Spectrum crunch, public safety could move policy on mobile broadband

During a Tuesday panel discussion hosted by the Information Technology & Innovation Foundation (ITIF) at the Newseum, industry leaders and government officials discussed the future of mobile broadband and related public policies that will enable America to be a the forefront of that sector’s development.

Consensus was built around the need for more wireless spectrum, with broad support for the Obama administration’s plan to release 500MHz of federal and commercial spectrum over a 10-year period. Less enthusiastic, however, were calls for continued net neutrality policies into the mobile space.

In an adjoining report, ITIF research analysts acknowledged a history of positive government involvement with mobile technologies, citing instances in the 1980s, 90s where FCC auctioned spectrum for increased innovation and greater public benefit. According to the report, “Opportunities and Innovations in the Mobile Broadband Economy,” the 1990s saw cell phone subscribers triple, per-minute prices decrease by half and cumulative industrywide investment in broadband reached nearly $70 billion between 1995 and 1999.

Most recently, the DTV transition made room for 4G networks, which will allow for the kind of rich applications currently enjoyed by wired broadband to be enjoyed on handheld devises. For many attendees at Tuesday’s forum, this trajectory amounts to more innovation and increased economic productivity.

“The value to consumers is on the order of 10 to 20 times what the spectrum is worth,” Coleman Bazelon, Principal at the Brattle Group said. The Obama administration has said it will look to release 500MHz of spectrum, which would likely near $100 billion in sales.

“So that’s a trillion to two trillion [dollars] worth of value,” Mr. Bazelon said.

Echoing these sentiments was Phil Weiser, Senior Advisor to the National Economic Council Director for Technology and Innovation. Mr. Weiser said the president’s spectrum initiative is “public action catalyzing private investment,” similar to the transnational railroad or land grant universities.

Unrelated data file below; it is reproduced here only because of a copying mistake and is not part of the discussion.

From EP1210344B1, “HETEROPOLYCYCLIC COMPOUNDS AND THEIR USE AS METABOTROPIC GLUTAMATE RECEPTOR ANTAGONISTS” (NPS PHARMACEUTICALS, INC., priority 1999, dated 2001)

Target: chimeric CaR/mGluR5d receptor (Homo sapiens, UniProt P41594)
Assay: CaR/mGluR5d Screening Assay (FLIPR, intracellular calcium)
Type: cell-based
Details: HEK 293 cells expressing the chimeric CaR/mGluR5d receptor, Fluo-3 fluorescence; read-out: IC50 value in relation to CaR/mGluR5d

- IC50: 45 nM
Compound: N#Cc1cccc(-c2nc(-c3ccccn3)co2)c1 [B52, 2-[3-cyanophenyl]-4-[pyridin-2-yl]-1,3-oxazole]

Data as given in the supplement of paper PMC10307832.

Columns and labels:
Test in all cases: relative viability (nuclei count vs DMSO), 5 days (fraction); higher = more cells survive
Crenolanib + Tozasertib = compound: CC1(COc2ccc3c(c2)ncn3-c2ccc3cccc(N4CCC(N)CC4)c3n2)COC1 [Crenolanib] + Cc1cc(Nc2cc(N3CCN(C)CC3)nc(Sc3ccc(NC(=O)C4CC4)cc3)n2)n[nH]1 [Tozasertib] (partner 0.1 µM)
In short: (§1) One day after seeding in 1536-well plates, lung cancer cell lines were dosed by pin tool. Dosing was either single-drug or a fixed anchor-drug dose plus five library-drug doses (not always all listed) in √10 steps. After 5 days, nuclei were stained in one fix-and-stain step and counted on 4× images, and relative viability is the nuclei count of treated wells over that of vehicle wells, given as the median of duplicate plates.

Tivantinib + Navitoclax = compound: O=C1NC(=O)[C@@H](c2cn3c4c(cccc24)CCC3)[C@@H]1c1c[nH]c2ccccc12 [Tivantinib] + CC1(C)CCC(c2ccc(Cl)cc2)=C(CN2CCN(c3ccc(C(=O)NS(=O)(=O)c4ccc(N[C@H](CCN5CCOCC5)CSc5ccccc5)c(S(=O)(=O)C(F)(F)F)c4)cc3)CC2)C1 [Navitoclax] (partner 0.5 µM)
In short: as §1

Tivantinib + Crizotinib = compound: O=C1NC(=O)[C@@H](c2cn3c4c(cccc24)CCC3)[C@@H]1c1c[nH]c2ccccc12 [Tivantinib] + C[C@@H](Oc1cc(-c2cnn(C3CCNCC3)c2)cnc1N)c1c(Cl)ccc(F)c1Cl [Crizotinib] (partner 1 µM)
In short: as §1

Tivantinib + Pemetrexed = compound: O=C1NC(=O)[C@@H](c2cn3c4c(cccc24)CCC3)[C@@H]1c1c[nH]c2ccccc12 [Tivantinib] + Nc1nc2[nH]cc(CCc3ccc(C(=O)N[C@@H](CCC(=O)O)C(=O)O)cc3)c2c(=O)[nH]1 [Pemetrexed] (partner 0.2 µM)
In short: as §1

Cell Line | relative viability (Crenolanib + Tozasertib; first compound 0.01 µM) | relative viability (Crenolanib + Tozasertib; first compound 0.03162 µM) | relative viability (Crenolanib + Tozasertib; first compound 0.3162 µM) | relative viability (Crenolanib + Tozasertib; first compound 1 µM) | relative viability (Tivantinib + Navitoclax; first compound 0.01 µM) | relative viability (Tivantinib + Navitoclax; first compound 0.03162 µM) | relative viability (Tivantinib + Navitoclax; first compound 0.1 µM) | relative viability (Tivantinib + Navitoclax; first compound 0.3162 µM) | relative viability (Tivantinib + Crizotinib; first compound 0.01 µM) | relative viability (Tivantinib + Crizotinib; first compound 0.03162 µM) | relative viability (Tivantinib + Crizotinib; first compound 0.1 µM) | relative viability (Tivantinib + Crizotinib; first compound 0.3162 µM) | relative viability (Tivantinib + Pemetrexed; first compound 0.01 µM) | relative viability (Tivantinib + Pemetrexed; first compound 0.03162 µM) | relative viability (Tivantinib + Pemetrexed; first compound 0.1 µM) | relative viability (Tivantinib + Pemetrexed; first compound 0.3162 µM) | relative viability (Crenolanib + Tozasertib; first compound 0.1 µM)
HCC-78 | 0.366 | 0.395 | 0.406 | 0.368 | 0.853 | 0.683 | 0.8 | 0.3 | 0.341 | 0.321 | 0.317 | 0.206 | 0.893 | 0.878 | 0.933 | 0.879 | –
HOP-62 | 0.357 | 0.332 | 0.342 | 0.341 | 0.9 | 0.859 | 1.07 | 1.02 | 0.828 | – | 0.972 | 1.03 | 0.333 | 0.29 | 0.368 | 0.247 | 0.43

“Getting spectrum out there enables competition,” he said.

But this spectrum release will take time, and estimates project that more data will be streaming through handheld devices on a monthly basis in 2014 than during all of 2008. The resulting “spectrum crunch” will diminish possible economic gains, industry officials at AT&T and Qualcomm cautioned, so the question then became how to squeeze the most out of current assets and what policies should be in place moving forward.

Dean Brenner, Vice President of Governmental Affairs at Qualcomm said that there’s no question demand is exploding, so carriers and developers are moving forward with investments to their networks. He believes a significant amount of capacity gain will come from enhanced network technology and a modernized spectrum that frees inefficient government uses of spectrum.

For its part, Mr. Weiser said that building out a next-generation network for first responders and public safety officials could set the framework for other industries moving into the 4G space.

“There’s an opportunity…for significant public policy change,” Weiser said. “It’s not only about what spectrum needs to be released for public safety or what technology, but also a governance structure [can be developed] to make this work.”

Net Neutrality Component

Industry sentiment towards net neutrality is fairly established, with a growing chorus of network providers, phone carriers and technology companies advocating for a deregulated approach. They argue that some users abuse unlimited network capacities, causing stress on the system. A landmark case against Comcast in 2008 found that the FCC had overstepped its bounds when it punished the provider for intentionally slowing down heavy users. The FCC is currently advocating for a reclassification of broadband as a communication technology, not an information service.

The debate has been polarizing with Democrats and Republicans largely falling on opposite sides of how to treat the Internet. And with most attendees at the ITIF panel seeking to avoid the issue, net neutrality’s expansion into mobile broadband may be even more contentious.

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